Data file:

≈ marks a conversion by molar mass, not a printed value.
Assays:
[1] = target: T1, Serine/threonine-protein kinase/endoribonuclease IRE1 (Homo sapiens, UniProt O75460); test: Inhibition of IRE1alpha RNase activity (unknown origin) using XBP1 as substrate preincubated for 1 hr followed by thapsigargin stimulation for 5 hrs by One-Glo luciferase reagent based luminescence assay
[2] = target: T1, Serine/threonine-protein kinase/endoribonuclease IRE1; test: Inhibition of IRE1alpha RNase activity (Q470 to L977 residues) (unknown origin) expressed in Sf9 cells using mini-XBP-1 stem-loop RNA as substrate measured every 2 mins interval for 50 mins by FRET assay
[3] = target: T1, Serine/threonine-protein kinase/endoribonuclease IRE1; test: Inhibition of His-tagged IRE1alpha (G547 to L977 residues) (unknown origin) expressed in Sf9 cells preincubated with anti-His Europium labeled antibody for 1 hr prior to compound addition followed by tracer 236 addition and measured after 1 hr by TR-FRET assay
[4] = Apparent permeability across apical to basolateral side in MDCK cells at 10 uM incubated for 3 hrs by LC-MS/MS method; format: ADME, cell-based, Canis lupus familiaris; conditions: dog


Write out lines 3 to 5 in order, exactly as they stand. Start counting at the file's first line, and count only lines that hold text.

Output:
[1] = target: T1, Serine/threonine-protein kinase/endoribonuclease IRE1 (Homo sapiens, UniProt O75460); test: Inhibition of IRE1alpha RNase activity (unknown origin) using XBP1 as substrate preincubated for 1 hr followed by thapsigargin stimulation for 5 hrs by One-Glo luciferase reagent based luminescence assay
[2] = target: T1, Serine/threonine-protein kinase/endoribonuclease IRE1; test: Inhibition of IRE1alpha RNase activity (Q470 to L977 residues) (unknown origin) expressed in Sf9 cells using mini-XBP-1 stem-loop RNA as substrate measured every 2 mins interval for 50 mins by FRET assay
[3] = target: T1, Serine/threonine-protein kinase/endoribonuclease IRE1; test: Inhibition of His-tagged IRE1alpha (G547 to L977 residues) (unknown origin) expressed in Sf9 cells preincubated with anti-His Europium labeled antibody for 1 hr prior to compound addition followed by tracer 236 addition and measured after 1 hr by TR-FRET assay